New research from Florida tracks carbon dioxide and methane emissions from human-created waterways.
Scale-dependent feedbacks in time, rather than in space, result in a new type of competition, explaining the regularly patterned landscape of Big Cypress National Preserve in South Florida.
The hydraulic connection between a sinkhole and a natural spring—the longest and largest yet documented—could help reduce the guesswork in mapping karst aquifers.
The observational evidence of the wind field of Hurricane Michael using radar imagery showed an eyewall structure evolution with elliptical, triangular, and square shapes for the first time.
For more than a century, carbon burial rates have been increasing on some southern Florida coasts. Scientists now verify this trend and propose an explanation.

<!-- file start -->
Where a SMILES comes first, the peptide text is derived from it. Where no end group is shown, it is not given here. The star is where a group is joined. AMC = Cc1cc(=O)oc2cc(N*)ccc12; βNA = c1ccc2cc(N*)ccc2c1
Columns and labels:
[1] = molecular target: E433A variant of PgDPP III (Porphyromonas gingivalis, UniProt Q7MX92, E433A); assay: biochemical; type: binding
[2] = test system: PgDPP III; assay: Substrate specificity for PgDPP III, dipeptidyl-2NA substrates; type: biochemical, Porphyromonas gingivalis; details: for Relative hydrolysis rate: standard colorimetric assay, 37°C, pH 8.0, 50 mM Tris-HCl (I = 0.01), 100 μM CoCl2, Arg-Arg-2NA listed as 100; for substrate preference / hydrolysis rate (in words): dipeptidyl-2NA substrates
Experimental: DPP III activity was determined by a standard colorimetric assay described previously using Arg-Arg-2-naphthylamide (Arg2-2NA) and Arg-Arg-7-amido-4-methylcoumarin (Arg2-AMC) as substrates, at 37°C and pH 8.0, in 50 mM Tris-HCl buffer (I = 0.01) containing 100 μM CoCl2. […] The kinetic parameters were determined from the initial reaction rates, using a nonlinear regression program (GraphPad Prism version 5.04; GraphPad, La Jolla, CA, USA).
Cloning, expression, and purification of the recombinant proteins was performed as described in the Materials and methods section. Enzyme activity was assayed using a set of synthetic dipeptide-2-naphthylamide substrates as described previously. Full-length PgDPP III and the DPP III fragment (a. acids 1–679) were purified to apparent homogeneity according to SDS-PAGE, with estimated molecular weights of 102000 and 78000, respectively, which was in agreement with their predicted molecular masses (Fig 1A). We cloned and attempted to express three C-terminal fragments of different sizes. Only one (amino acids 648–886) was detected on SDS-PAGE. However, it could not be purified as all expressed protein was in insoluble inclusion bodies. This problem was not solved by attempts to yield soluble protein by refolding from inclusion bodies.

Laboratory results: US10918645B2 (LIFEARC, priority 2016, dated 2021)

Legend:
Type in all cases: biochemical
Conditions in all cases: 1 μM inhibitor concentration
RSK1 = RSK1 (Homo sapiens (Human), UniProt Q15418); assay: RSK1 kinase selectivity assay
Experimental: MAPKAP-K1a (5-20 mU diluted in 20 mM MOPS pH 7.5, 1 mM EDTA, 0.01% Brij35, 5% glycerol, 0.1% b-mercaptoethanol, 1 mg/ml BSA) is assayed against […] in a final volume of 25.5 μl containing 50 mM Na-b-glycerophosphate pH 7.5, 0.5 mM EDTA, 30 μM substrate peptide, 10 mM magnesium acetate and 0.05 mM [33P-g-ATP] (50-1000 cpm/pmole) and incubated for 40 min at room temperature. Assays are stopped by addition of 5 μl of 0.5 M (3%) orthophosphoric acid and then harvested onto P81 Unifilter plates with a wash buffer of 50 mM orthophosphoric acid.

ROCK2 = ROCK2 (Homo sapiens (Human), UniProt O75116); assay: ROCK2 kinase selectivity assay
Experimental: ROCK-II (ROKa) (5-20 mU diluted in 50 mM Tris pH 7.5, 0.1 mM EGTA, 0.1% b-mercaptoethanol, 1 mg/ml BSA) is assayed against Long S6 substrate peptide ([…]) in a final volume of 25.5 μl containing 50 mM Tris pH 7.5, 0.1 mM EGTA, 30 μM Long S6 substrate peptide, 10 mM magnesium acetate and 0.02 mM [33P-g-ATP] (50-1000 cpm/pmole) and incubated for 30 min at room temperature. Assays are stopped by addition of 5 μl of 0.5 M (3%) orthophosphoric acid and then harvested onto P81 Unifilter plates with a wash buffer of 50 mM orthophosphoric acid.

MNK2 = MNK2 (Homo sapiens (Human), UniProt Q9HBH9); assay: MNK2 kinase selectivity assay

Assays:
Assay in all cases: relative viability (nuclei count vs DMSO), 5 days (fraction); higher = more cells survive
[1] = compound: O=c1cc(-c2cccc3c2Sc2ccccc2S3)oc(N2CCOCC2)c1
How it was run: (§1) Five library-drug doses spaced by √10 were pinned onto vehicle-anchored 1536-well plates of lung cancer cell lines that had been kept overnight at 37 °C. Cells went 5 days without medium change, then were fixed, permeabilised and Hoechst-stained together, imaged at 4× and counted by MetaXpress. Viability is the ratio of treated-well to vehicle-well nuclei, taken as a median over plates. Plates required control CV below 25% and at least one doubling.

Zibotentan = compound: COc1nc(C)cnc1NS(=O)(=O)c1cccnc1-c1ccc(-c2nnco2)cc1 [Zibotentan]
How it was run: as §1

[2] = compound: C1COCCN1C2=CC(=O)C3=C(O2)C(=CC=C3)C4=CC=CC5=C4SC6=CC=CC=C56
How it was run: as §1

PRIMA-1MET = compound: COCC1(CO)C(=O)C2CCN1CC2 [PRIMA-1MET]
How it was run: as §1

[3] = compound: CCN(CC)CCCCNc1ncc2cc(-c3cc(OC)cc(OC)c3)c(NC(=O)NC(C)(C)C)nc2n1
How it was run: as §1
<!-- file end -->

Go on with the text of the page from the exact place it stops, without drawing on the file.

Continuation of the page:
Living in Geologic Time: An unintentional adventure in the River of Grass shows how Florida has changed dramatically over 15,000 years of human habitation.
The scale and pattern of damage to the Puerto Rican forests suggest a complex interplay between wind, land, and sea.
Research suggests that the spherical structures, smaller than grains of sand, may be microtektites, but additional investigations are needed to verify their identity.
Florida scientists use ground-penetrating radar to image underground carbon stores in the Disney Wilderness Preserve.
An empirical study of water allocation and planning in five states concludes that they lack a statewide strategy to manage the impacts of climate change on water resources.